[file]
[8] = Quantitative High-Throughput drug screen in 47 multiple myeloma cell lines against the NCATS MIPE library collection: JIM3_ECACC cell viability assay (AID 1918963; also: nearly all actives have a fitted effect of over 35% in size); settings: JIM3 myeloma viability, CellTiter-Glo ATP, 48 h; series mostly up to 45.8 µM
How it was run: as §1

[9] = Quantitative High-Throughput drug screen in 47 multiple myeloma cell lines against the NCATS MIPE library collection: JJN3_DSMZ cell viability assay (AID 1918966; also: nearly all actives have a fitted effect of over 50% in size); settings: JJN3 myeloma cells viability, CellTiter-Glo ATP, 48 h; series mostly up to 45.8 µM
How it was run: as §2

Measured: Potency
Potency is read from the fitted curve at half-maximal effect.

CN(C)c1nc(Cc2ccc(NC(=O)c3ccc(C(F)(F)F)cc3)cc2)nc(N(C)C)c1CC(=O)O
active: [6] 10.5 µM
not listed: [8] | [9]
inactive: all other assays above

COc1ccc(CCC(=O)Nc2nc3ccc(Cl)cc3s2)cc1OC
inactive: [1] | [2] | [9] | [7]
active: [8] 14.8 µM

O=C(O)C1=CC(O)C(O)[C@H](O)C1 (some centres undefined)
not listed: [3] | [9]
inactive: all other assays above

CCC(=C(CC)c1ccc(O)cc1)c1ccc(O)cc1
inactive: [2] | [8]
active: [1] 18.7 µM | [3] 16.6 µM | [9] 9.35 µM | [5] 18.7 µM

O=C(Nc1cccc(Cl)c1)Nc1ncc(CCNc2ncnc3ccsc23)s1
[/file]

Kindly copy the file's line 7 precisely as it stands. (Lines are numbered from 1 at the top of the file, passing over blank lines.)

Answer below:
CN(C)c1nc(Cc2ccc(NC(=O)c3ccc(C(F)(F)F)cc3)cc2)nc(N(C)C)c1CC(=O)O